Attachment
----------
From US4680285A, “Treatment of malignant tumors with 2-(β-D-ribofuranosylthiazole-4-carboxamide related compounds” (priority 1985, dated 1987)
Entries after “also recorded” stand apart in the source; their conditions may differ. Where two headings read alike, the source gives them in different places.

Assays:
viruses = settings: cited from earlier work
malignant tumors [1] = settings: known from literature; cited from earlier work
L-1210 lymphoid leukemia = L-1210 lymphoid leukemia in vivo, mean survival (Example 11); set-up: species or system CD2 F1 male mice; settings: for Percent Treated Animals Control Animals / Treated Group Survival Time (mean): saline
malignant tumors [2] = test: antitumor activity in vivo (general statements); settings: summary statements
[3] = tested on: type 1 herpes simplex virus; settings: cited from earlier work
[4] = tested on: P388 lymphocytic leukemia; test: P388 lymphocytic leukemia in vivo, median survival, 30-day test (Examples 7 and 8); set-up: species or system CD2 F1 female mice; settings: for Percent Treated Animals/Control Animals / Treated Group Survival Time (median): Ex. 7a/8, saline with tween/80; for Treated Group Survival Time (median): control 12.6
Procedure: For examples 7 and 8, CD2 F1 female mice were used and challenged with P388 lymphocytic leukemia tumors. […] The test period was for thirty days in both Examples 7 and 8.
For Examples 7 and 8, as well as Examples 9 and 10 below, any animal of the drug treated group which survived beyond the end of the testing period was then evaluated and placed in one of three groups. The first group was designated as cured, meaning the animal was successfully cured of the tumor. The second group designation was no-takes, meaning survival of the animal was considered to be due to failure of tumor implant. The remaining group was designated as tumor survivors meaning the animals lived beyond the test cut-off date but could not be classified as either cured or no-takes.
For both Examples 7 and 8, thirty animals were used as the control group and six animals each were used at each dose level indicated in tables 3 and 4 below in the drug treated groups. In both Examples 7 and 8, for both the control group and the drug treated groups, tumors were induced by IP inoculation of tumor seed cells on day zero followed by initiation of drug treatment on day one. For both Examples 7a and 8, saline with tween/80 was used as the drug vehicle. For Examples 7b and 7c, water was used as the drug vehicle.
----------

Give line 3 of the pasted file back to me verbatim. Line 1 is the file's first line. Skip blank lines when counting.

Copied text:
Assays: